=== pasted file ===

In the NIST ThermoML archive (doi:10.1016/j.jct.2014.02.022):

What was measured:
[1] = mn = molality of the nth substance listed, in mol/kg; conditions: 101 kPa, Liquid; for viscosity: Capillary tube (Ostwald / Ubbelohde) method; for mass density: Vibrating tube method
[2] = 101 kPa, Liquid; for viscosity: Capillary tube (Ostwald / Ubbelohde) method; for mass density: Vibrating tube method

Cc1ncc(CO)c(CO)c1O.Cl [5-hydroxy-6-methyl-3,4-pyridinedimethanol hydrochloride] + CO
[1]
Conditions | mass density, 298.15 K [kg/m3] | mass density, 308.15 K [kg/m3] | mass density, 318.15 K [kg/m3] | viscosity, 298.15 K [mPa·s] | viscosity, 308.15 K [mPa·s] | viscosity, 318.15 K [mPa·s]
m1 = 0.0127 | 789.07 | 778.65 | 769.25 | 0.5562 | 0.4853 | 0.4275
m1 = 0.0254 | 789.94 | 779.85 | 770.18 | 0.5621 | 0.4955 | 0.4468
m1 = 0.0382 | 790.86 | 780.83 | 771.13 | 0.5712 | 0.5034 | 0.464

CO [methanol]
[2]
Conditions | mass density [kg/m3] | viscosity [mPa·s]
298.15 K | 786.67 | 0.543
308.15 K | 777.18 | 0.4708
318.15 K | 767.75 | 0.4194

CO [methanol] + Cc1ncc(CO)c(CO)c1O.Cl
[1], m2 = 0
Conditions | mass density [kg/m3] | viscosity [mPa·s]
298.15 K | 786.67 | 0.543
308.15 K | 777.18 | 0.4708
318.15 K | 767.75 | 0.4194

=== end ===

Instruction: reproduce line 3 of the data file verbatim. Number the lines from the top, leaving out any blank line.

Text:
[1] = mn = molality of the nth substance listed, in mol/kg; conditions: 101 kPa, Liquid; for viscosity: Capillary tube (Ostwald / Ubbelohde) method; for mass density: Vibrating tube method